Young architects challenge engineers

The newest generation of architects wants to be part of the larger plan.

By Julianne Laue, PE, LEED AP, BEMP, Mortenson Construction, Minneapolis November 25, 2014
In the spring of 2014, I went back to college. Not as a student, but as a professor. Not in engineering (which is my field of practice), but in architecture. I was asked to teach a graduate course at the University of Minnesota entitled “Energy and Indoor Environmental Quality (IEQ).” The class is a requirement for students pursuing a master’s degree in sustainable design and is an elective for all other master of architecture candidates. Upon agreeing to teach this course, I was told that it needed to be updated and refreshed to reflect the current needs of the design community. “OK,” I said. “No problem, I’m current in the design community. I can do this.”
I got busy and started working on my syllabus, lectures, reading assignments, and projects. I developed a revised course that I felt was “updated and refreshed.” On the first day of class I felt well-prepared. I walked into the classroom, set up my laptop, got organized, and waited for the students to arrive. 
For the most part, I was expecting them to sit back, listen, and take a few notes. To be honest, part of me expected them to be bored and uninterested—because let’s face it: energy and IEQ are not the most riveting of subjects. I have been involved in many project design meetings where I start talking about HVAC and energy and people go straight for their phones. Most design professionals I know are interested in energy efficiency and healthy buildings, but look to the engineer to provide energy models and air quality calculations. Once the students showed up, my preconceived ideas changed. I was wrong. They were interested! They were engrossed on a level that I wasn’t expecting.
This group of students interrupted my lectures and challenged the things I was telling them. They did Internet searches during class and sometimes provided additional support or new arguments. They were completely engaged. What was happening? Why was I wrong? The answers I came up with included things like the mainstreaming of integrated design and the influence of U.S. Green Building Council LEED and other green building rating systems. Another thought was that they were in the happy place of not having budgets and not having clients. Those things help, but I think there is something else.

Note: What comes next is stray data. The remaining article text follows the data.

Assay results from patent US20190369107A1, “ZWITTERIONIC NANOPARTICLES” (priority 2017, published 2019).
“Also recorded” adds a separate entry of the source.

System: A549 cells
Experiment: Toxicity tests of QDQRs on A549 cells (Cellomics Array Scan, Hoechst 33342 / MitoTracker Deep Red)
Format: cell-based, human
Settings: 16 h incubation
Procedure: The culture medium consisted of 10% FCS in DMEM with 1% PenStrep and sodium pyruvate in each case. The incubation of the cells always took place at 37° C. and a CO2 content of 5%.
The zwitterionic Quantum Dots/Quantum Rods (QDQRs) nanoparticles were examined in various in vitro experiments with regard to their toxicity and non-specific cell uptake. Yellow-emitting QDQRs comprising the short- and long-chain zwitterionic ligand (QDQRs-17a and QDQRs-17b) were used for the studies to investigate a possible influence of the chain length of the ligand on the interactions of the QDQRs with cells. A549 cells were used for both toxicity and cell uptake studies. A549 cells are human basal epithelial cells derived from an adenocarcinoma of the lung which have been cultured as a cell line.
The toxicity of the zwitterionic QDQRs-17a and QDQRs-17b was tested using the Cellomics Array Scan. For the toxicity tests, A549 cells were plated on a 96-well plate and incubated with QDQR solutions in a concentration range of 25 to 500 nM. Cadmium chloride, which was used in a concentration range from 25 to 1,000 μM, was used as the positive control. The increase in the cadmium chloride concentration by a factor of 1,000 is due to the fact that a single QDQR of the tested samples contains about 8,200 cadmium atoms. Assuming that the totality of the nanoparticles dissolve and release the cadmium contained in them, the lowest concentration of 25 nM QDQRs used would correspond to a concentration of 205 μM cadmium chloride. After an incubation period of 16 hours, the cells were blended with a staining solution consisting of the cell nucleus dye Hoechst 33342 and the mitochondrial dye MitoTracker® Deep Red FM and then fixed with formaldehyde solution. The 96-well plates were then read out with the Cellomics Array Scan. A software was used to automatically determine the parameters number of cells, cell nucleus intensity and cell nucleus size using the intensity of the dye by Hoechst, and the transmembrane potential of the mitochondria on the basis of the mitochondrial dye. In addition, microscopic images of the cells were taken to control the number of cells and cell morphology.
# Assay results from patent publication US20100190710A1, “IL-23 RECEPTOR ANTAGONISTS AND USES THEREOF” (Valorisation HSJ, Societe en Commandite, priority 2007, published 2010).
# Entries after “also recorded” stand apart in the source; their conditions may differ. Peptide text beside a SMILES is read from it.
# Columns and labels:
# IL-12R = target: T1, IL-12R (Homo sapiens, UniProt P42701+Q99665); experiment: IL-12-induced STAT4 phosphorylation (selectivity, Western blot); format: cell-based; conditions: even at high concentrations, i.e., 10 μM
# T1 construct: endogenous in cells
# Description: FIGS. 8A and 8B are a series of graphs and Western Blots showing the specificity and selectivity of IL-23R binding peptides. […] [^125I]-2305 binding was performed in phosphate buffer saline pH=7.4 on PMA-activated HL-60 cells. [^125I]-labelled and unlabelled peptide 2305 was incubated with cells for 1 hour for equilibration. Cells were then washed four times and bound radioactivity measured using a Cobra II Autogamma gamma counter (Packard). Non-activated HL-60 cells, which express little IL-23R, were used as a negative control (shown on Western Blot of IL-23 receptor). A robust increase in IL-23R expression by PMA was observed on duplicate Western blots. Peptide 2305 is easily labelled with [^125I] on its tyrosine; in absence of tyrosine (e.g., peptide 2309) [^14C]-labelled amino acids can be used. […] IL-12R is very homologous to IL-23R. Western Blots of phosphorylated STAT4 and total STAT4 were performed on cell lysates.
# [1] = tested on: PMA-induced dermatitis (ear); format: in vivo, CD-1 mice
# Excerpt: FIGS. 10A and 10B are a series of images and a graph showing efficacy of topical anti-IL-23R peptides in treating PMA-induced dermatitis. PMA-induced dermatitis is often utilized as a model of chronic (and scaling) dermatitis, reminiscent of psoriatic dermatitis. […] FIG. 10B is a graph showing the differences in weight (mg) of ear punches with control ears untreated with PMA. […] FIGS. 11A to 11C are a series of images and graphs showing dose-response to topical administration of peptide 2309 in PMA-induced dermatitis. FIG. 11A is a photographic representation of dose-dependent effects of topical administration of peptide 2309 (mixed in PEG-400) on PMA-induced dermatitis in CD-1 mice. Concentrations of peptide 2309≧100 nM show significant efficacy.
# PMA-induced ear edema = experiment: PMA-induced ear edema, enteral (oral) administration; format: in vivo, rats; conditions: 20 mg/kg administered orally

My students are mostly Millennials (also known as Generation Y, born between 1981 and 2000). They are part of a generation known for sharing. They share everything on social media for all to see. They share rooms via and car rides via Uber. They respect people in authority, but are not afraid to question and engage authority. They care about the planet and climate change. This group of soon-to-be architects grew up watching natural disasters increase in frequency and intensity and have emerged with a great concern of how the built environment has a responsibility to respond. They aren’t afraid of or bored with the energy and IEQ calculations. They want to understand and be included. This group of students showed me that the next generation of architects is going to be great for engineers.
To further develop my hypothesis of the "new" architect, I reached out to a former student named Lucas Glissendorf. He is a master of architecture candidate in the School of Architecture, College of Design at the University of Minnesota. I asked, "How do you think your generation of architects is different from previous generations?"
His response: “The emerging architectural professional will embrace a shift from the idea of an architect as a singular ‘master designer’ to a ‘master collaborator.’ A successful architect of our generation will approach design holistically, engaging multidisciplinary partnerships early on in the process. Architects of our generation are seeking greater collaboration with engineers, contractors, consultants, even material fabricators. The traditional silos of practice are being dissolved, and the emerging generation of professionals possesses an eagerness to work across disciplines. A diverse team of professionals and specialists is highly valued.
“A successful architect of our generation will recognize the accessibility of knowledge, information, data, and technology as tools that can enhance the design process. We are able to model, predict, and manage complex information with more sophistication than ever before. Research is gaining relevance in the field. Practitioners are drawing from multidisciplinary sources to inform critical design decisions. The emerging generation of architectural professionals is being trained in an age where information and technology are readily available, and knowledge is easily sharable. This positions emerging professionals with enormous opportunities to leverage information and technology in powerful ways, and engage in multidisciplinary collaboration.”
Glissendorf and all of my students give me great optimism for the next generation design community. I can finally see the design silos that pit architect versus engineer versus contractor dissolving. I can see that the practice of integrated design that has had moderate success over recent years will truly be mainstream—not because of code enforcement or state requirements, but because of a generation that just wants to be included.

Julianne Laue is senior MEP engineer, Center for Sustainable Energy, at Mortenson Construction. She is a member of the Consulting-Specifying Engineer editorial advisory board, and is a 2012 40 Under 40 award winner.